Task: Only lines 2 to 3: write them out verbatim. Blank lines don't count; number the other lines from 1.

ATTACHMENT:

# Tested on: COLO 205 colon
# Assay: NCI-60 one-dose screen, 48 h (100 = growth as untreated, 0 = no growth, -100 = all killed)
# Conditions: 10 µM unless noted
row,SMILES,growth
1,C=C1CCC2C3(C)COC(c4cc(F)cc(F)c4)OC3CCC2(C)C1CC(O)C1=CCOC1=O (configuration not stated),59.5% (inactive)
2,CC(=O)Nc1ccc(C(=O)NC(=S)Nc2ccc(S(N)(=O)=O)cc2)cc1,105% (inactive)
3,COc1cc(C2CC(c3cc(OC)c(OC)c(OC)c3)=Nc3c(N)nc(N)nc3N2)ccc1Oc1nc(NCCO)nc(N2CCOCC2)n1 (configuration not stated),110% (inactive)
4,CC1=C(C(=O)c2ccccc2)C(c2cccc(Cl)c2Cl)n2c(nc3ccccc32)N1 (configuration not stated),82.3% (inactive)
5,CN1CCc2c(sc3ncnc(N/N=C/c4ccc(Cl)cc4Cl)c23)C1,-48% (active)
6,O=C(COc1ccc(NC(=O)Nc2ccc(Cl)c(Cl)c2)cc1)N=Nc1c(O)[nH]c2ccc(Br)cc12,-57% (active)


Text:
# Assay: NCI-60 one-dose screen, 48 h (100 = growth as untreated, 0 = no growth, -100 = all killed)
# Conditions: 10 µM unless noted